Racine admitted to FBI agents that he had con- tacted Network Solutions by telephone and e-mail in an

attempt to gain control of the www.Aljazeera.net domain name. He ultimately created a false photo identification card to impersonate an Al Jazeera systems administrator and forged the systems administrator’s signature on a Network Solutions “Statement of Authorization” form. Racine then sent the fraudulent documents to Network Solutions by facsimile and induced Network Solutions to give him control of the Al Jazeera account.

Racine subsequently changed the www.Aljazeera. net account settings and redirected all Web traffic through a dynamic domain name service and ultimately to his Web site containing the American flag. In addition, he rerouted all e-mail traffic to an account he had created on MSN Hotmail using the name of the Al Jazeera systems administrator. While Racine maintained control of Al Jazeera’s domain name, Internet users were unable to access the Al Jazeera news Web sites and Al Jazeera was unable to receive e-mails sent to the domain. Soon there- after, Racine contacted agents of the FBI and admitted that he was responsible for hijacking the Web site and intercepting the e-mails sent to www.Aljazeera.net .

The plea agreement includes a sentence of three years’ probation along with 1,000 hours of community service. Additionally, Racine agreed to pay a fine of $1,500 and full restitution to the victims of the offenses.

Which theory do you think applies best to this case?

Source: www.justice.gov/criminal/cybercrime/

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48 Chapter 3 • The Criminology of Computer Crime

manner. The individual passes through one step in development, then another step, then another, and so on. Kohlberg argues that there are sequential stages in moral rea- soning that individuals pass through as they develop. At each stage, the decision of what is right and what is wrong is made for different reasons. Crime, including com- puter crime, can be explained by arrested development of moral reasoning at certain stages. People stop at a certain stage and do not progress any further.

Kohlberg stated that there are six stages of moral development. They are as follows:

Stage 1: Punishment and obedience orientation stage—what is right is obedience to power and rules and avoiding punishment Stage 2: Hedonistic orientation stage—right corresponds to seeing one’s own needs met, taking responsibility for oneself, and allowing others to do the same Stage 3: Interpersonal concordance stage—right is having good intentions and motives and being concerned for others Stage 4: Law and order orientation stage—right is doing one’s duty to society and others and maintaining the rules of society Stage 5: Social contract, legalistic orientation stage—right is based on upholding the rules and values agreed upon by society; a social contract Stage 6: Orientation to universal ethical principles stage—right is an assumed obli- gation to principles such as justice and equality, which apply to all individuals; the individual recognizes the moral rightness of behavior 21

The first two stages are usually completed by age 7. Stages 3 and 4 are passed through and completed from preadolescence through adolescence, while the last two stages begin in early adulthood. Where do criminals stop in moral development in com- parison to noncriminals? Research has found that criminals frequently fall into stage 1 or 2 of moral development, while noncriminals frequently fall into stage 3 or 4. 22 In stage 1, children comply with authority out of fear. Something is viewed as morally right if punishment is avoided. Individuals who did not progress through this stage will think that their criminal behavior is permissible as long as they are not punished for it. Obvi- ously, this stage of moral development does not take into account other people or an obligation to society. In stage 2, children define what is right as that which satisfies their needs. That is why it is referred to as the hedonistic orientation stage. At this stage, chil- dren define something as right if they are not punished for it (i.e., stage 1) and it satisfies their needs. It is easy to see why it is argued that many criminals have stopped their moral development at stage 1 or 2. Their only concern with whether something is right or wrong is whether they get punished and satisfy their needs. It is not until stage 3 that children begin to take into account the feelings of others. Development to stage 3 insu- lates people from crime because they have become concerned about others, not just their own needs. Therefore, it is clear to see that individuals who proceed to stage 3 and perhaps beyond are far less likely to commit criminal acts.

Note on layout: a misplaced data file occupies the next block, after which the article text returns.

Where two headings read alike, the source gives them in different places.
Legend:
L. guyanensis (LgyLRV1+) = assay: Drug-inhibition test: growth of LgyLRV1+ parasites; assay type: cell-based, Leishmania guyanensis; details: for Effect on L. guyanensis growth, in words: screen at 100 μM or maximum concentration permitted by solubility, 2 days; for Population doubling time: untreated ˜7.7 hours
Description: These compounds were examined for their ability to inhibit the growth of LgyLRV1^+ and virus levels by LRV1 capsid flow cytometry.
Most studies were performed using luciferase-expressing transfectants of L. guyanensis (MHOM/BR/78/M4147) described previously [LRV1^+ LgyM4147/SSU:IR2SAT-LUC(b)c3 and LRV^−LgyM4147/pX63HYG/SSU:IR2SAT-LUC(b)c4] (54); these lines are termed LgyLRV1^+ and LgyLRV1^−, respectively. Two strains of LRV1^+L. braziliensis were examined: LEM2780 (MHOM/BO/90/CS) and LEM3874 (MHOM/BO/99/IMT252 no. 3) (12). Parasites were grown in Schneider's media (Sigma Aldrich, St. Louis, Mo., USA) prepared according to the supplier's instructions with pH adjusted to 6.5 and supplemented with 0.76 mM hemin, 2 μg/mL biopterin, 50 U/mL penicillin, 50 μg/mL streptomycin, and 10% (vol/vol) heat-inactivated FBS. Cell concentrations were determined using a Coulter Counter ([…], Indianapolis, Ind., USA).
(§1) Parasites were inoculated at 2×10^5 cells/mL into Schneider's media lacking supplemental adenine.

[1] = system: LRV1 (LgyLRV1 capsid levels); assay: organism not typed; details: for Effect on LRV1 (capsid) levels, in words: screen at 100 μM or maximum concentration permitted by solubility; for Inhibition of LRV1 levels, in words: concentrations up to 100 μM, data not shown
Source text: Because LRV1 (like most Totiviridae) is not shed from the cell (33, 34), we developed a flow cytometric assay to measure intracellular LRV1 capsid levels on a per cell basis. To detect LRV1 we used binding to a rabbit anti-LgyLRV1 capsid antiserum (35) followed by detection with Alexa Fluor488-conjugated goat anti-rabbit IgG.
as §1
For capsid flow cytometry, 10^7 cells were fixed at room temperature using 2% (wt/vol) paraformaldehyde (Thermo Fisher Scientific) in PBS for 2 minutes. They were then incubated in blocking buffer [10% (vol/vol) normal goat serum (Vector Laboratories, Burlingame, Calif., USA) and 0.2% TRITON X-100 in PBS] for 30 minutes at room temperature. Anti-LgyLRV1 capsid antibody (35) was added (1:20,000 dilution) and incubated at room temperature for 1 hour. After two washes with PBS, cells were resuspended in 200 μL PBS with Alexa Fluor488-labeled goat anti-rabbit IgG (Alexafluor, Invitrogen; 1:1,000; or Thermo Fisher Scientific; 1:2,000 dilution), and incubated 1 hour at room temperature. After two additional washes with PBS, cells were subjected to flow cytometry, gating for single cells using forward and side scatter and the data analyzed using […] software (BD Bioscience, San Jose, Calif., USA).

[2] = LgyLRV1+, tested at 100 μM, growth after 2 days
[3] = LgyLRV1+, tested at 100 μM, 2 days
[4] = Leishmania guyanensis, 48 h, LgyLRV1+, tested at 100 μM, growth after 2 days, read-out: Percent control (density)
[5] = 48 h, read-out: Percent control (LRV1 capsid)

Personality Disorders

Psychologists argue that certain personality characteristics of an individual may influ- ence crime. Personality refers to the emotional and behavioral attributes of an individ- ual. Attempts have been made to provide support for the belief that individuals with

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Chapter 3 • The Criminology of Computer Crime 49

certain personality types are much more likely to commit criminal acts. These attempts have focused on identifying differences in the personalities of criminals and noncrimi- nals. One attempt at identifying these personality characteristics was completed by Sheldon and Eleanor Glueck after they compared 500 delinquent and nondelinquent boys. Personality characteristics that were conducive to crime included extroversion, impulsivity, lack of self-control, hostility, resentment, suspicion of others, destructive- ness, less fearful of failure, ambivalence toward authority, assertiveness, and feeling unappreciated. 23